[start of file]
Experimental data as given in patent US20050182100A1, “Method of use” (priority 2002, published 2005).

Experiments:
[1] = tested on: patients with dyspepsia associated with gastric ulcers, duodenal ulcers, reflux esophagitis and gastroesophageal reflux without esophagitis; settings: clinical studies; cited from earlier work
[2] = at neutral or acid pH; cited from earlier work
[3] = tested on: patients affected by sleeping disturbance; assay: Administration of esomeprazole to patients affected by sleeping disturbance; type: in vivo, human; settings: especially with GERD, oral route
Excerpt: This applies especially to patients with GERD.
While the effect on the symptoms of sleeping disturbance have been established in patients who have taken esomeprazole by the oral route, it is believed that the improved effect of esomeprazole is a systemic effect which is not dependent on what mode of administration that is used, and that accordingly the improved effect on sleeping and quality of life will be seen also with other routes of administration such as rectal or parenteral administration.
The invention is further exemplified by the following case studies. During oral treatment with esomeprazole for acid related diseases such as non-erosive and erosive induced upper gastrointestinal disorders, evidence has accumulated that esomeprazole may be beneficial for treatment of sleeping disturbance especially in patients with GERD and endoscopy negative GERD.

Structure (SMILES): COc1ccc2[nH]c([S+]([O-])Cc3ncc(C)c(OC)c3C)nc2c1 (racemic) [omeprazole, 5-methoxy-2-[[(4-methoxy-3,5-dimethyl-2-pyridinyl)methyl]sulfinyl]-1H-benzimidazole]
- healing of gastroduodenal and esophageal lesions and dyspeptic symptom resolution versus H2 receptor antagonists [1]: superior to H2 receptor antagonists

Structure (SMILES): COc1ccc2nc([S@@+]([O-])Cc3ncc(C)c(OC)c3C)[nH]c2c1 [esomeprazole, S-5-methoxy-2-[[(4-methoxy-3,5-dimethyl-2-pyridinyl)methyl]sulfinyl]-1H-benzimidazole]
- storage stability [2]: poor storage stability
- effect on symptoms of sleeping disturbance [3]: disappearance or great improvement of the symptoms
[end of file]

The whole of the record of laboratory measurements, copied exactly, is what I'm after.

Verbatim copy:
Experimental data as given in patent US20050182100A1, “Method of use” (priority 2002, published 2005).

Experiments:
[1] = tested on: patients with dyspepsia associated with gastric ulcers, duodenal ulcers, reflux esophagitis and gastroesophageal reflux without esophagitis; settings: clinical studies; cited from earlier work
[2] = at neutral or acid pH; cited from earlier work
[3] = tested on: patients affected by sleeping disturbance; assay: Administration of esomeprazole to patients affected by sleeping disturbance; type: in vivo, human; settings: especially with GERD, oral route
Excerpt: This applies especially to patients with GERD.
While the effect on the symptoms of sleeping disturbance have been established in patients who have taken esomeprazole by the oral route, it is believed that the improved effect of esomeprazole is a systemic effect which is not dependent on what mode of administration that is used, and that accordingly the improved effect on sleeping and quality of life will be seen also with other routes of administration such as rectal or parenteral administration.
The invention is further exemplified by the following case studies. During oral treatment with esomeprazole for acid related diseases such as non-erosive and erosive induced upper gastrointestinal disorders, evidence has accumulated that esomeprazole may be beneficial for treatment of sleeping disturbance especially in patients with GERD and endoscopy negative GERD.

Structure (SMILES): COc1ccc2[nH]c([S+]([O-])Cc3ncc(C)c(OC)c3C)nc2c1 (racemic) [omeprazole, 5-methoxy-2-[[(4-methoxy-3,5-dimethyl-2-pyridinyl)methyl]sulfinyl]-1H-benzimidazole]
- healing of gastroduodenal and esophageal lesions and dyspeptic symptom resolution versus H2 receptor antagonists [1]: superior to H2 receptor antagonists

Structure (SMILES): COc1ccc2nc([S@@+]([O-])Cc3ncc(C)c(OC)c3C)[nH]c2c1 [esomeprazole, S-5-methoxy-2-[[(4-methoxy-3,5-dimethyl-2-pyridinyl)methyl]sulfinyl]-1H-benzimidazole]
- storage stability [2]: poor storage stability
- effect on symptoms of sleeping disturbance [3]: disappearance or great improvement of the symptoms